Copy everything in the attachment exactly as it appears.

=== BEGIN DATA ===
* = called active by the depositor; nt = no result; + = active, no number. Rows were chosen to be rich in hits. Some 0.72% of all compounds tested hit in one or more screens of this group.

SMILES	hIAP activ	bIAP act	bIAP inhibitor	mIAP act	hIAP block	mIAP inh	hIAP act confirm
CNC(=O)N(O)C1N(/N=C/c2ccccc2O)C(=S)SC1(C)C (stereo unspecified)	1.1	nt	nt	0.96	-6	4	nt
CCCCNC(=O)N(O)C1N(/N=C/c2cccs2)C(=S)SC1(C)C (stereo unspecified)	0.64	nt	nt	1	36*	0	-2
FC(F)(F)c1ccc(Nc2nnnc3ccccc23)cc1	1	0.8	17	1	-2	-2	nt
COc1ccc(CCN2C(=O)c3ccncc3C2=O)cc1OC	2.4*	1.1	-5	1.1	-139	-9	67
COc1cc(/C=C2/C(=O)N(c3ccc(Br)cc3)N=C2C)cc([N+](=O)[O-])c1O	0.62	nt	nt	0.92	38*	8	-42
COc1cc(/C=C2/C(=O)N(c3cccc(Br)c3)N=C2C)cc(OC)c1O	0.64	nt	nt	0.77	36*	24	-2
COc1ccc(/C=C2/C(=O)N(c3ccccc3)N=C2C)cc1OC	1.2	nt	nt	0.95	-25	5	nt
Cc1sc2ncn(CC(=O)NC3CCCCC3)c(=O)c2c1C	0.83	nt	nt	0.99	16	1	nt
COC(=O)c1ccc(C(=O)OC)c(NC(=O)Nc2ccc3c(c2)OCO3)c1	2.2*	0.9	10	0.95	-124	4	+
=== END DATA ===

* = called active by the depositor; nt = no result; + = active, no number. Rows were chosen to be rich in hits. Some 0.72% of all compounds tested hit in one or more screens of this group.

SMILES	hIAP activ	bIAP act	bIAP inhibitor	mIAP act	hIAP block	mIAP inh	hIAP act confirm
CNC(=O)N(O)C1N(/N=C/c2ccccc2O)C(=S)SC1(C)C (stereo unspecified)	1.1	nt	nt	0.96	-6	4	nt
CCCCNC(=O)N(O)C1N(/N=C/c2cccs2)C(=S)SC1(C)C (stereo unspecified)	0.64	nt	nt	1	36*	0	-2
FC(F)(F)c1ccc(Nc2nnnc3ccccc23)cc1	1	0.8	17	1	-2	-2	nt
COc1ccc(CCN2C(=O)c3ccncc3C2=O)cc1OC	2.4*	1.1	-5	1.1	-139	-9	67
COc1cc(/C=C2/C(=O)N(c3ccc(Br)cc3)N=C2C)cc([N+](=O)[O-])c1O	0.62	nt	nt	0.92	38*	8	-42
COc1cc(/C=C2/C(=O)N(c3cccc(Br)c3)N=C2C)cc(OC)c1O	0.64	nt	nt	0.77	36*	24	-2
COc1ccc(/C=C2/C(=O)N(c3ccccc3)N=C2C)cc1OC	1.2	nt	nt	0.95	-25	5	nt
Cc1sc2ncn(CC(=O)NC3CCCCC3)c(=O)c2c1C	0.83	nt	nt	0.99	16	1	nt
COC(=O)c1ccc(C(=O)OC)c(NC(=O)Nc2ccc3c(c2)OCO3)c1	2.2*	0.9	10	0.95	-124	4	+